It’s explained in this video.
If you’re like me, you may have just upgraded your Yoast SEO plugin without checking first to see what the changes were.
Further, if you were like me, it might not have occurred to you that the developers of Yoast SEO would think it reasonable to remove well-established functionality from the free plugin.
Goodbye Yoast SEO 301 Redirect
Well, I got that wrong. It turns out they’ve removed the ability to add new
or edit existing 301 redirects. The ones that used to be conveniently situated on every page or post.
Don’t panic as the redirects you set up with the plugin won’t stop working. However you can’t add any more,
nor can you edit the ones you have.
It looks as if the Yoast SEO team have capitulated and quietly added (in V2.3.2), the edit box back in on pages where a redirect already exists, LOL. I didn’t spend ages looking but I didn’t see it in their changelog notes. . You’ll still need a new solution, but it looks like they realised what they did was wrong.
But there is still no list of all the redirects anywhere. So carrying on from where we left off ….
What the Yoast team did in removing the 301 redirect function was a bit inconvenient. But we should probably have been saving 301s in .htaccess anyway.
We Can Suggest Two Solutions
The good news is we have two solutions. One is something that’ll work for all WordPress themes, and the other is one for Genesis themes.
Quick Solution For All Themes
Here is the solution to the problem if you have upgraded already, or if you haven’t upgraded yet. As long as your WordPress database retains the information about any redirects you’ve already set up, this should work for you.
- Check The Prefix Used On Your WordPress Tables
- In your WordPress database your tables will have prefixes. Most people will have wp_ as the table prefix. But you must check. Mine for example were xy_ when I checked.
- Edit The Following SQL
- Replace the wp_ in two places in this SQL code below, with your own table prefix.
So say your prefix is rj_, In this case you would replace wp_postmeta with rj_postmeta and wp_posts with rj_posts
- Alternatively, if you’re running the site in a blog sub-folder and your permalink structure is /%post_id%/%postname%/ then the SQL should look like this:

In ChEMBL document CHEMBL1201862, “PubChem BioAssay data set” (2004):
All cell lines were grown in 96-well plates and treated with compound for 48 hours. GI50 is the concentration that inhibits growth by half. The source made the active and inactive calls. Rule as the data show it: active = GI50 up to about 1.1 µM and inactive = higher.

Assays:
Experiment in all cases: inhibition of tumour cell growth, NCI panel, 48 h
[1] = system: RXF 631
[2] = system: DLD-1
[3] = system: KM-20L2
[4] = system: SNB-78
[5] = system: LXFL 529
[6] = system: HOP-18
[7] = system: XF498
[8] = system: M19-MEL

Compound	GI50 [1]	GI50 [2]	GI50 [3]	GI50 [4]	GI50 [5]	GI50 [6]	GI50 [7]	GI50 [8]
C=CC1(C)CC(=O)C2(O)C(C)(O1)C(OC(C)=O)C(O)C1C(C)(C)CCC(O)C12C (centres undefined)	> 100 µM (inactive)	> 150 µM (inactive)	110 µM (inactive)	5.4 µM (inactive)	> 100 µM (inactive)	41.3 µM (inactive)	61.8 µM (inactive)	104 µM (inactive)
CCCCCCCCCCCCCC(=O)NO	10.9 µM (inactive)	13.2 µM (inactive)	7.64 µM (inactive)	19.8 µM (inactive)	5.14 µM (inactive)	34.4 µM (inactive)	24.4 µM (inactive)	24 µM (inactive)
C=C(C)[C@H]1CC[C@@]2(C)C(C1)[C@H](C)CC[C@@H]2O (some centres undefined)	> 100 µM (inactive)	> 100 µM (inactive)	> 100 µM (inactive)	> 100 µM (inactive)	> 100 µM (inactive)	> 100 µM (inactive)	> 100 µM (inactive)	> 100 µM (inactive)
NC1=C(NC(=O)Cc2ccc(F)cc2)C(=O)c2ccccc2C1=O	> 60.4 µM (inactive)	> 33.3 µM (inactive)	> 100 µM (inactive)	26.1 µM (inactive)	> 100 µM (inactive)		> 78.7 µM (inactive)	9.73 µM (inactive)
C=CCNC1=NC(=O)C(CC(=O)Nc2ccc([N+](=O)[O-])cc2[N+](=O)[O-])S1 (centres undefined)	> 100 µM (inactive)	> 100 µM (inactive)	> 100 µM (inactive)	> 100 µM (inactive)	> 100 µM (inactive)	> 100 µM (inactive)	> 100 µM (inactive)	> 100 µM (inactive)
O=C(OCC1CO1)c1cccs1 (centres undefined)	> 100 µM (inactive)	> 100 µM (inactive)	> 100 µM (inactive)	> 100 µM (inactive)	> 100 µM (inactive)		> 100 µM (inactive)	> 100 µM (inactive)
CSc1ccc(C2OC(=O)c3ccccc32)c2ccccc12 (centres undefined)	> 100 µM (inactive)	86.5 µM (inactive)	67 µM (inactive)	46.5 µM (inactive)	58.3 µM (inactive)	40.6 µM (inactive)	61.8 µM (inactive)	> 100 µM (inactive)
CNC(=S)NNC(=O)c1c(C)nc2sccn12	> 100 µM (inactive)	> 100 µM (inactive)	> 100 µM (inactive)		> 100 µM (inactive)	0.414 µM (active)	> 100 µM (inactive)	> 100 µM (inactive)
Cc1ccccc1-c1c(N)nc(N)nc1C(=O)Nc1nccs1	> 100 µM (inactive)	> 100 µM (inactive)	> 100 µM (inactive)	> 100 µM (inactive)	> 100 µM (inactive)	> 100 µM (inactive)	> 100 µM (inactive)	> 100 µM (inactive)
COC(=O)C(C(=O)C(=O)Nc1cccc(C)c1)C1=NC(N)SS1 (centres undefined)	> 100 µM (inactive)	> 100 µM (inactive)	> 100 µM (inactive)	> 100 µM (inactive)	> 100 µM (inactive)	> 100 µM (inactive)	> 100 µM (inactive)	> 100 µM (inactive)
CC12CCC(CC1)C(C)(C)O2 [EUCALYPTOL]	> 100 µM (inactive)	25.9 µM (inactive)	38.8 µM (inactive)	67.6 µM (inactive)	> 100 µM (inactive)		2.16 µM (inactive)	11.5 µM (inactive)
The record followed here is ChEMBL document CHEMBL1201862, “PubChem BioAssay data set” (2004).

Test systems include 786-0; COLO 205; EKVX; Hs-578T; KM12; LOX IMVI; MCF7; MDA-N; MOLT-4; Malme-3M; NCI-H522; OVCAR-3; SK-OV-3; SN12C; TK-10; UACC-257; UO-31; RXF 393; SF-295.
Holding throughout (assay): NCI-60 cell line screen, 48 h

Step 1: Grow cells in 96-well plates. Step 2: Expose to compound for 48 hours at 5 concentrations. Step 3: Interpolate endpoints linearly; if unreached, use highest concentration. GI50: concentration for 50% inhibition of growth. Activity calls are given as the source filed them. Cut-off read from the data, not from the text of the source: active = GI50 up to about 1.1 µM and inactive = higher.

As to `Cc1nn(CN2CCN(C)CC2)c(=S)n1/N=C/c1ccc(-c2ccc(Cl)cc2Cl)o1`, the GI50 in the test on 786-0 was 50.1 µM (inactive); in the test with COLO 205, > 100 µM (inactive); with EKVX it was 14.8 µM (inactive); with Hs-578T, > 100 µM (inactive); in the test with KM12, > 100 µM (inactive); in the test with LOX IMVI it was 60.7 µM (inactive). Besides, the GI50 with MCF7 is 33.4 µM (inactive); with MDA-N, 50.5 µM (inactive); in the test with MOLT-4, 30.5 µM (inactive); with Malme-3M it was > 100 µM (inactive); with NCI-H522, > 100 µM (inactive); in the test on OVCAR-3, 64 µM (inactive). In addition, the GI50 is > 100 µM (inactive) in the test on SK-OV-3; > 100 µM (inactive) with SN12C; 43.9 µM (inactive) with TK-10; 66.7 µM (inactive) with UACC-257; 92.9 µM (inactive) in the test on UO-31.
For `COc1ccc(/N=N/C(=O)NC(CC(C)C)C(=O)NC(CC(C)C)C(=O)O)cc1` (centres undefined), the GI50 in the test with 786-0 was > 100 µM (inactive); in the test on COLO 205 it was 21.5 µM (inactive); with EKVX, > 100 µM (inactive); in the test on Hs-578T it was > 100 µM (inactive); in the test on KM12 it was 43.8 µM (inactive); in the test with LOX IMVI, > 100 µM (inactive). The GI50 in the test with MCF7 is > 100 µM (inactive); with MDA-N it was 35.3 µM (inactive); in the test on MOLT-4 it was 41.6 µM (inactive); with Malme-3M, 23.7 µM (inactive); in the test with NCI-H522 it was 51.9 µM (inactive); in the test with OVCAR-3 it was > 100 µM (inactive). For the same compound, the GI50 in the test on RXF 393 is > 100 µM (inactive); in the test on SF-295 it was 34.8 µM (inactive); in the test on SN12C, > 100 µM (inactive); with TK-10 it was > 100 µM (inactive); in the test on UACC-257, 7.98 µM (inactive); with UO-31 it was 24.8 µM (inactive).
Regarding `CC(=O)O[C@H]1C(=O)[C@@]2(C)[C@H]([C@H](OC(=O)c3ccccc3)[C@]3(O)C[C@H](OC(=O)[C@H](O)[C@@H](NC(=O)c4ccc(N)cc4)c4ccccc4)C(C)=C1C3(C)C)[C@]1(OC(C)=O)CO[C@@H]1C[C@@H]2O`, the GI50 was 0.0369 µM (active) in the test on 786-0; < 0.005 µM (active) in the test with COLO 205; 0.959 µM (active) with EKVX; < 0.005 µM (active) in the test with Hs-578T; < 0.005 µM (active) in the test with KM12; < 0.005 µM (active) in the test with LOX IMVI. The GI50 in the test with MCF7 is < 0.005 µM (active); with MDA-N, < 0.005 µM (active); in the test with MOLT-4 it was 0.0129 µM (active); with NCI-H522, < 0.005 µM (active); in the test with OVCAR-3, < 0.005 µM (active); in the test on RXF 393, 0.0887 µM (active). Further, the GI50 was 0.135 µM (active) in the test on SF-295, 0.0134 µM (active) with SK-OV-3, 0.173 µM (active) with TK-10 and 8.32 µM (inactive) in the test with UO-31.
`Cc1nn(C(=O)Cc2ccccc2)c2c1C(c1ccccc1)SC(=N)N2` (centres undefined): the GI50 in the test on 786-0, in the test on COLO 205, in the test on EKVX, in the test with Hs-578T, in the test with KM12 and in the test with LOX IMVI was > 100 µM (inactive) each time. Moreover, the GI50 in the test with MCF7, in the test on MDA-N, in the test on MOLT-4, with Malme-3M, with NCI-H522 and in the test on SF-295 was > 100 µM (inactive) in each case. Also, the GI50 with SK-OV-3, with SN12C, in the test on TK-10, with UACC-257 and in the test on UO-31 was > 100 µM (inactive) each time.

- Apply The SQL
- Next you run the SQL you just figured out using the examples we’ve given above, on your database and it will spit out the lines of redirections that you can then paste into your .htaccess file.
For example, the above code generated this sort of thing for me. The number of lines you get will depend on how many pages or posts you used Yoast’s redirect feature on.
You then take the lines your SQL generates and paste them into your .htaccess file.
- But Won’t The Redirects Now Be In Twice??
- By placing them in your .htaccess file you address the fact the redirects have now become invisible to you via Yoast SEO.
Because they will now be in the .htaccess file, you can change your mind about where they redirect to in the future and you can see them all in one place.
Further, you can do this without having to worry about how to access the hidden ones in the database left behind by the Yoast SEO plugin. The .htaccess file contents are applied long before anything in the WordPress database.
I can see why that once the Yoast team decided they wanted to remove the functionality, they had to leave existing redirects in the database, or all hell would have broken loose.
But you could also argue that it is wrong to leave people without a method to manipulate what was left behind by a functionality backtrack.
If you’d like to do a cleaner job, you can remove the records from the database by issuing the following SQL statement. Once again replace wp_ with your table prefix.
- What Next?
- You are now free to carry on using .htaccess exclusively for your redirects, or to start using some other redirection plugin.
The following assumes that you are running the site in the root directory (not a subfolder) and are using /%postname%/ as the permalink structure. You will need to modify the SQL to reflect your permalink structure
Easy Solution For Genesis Themes
If your site runs on the Genesis Framework, don’t worry. You can avoid doing any of the SQL database stuff outlined above.
The result will be that:
- The Yoast SEO redirects are copied from your database
- They’re set up as redirects in the Genesis Club plugin (either our premium or the free version)
- The original Yoast SEO redirects are removed from your WordPress database altogether
- The Genesis Club plugin gives you the ability to place redirects on a page or post basis, as was possible on Yoast SEO before the update, and
- the ability to extract them out and put them into .htaccess whenever you want, and
- the ability to see them in a list in the plugin’s dashboard so you can tell what’s going on with your redirects at any time. (The Yoast plugin never did that)
In other words, you’ll get slightly more than you had before.
All you’ll have to do is install either the Pro or the Free version of the Genesis Club plugin. See this blog post for details.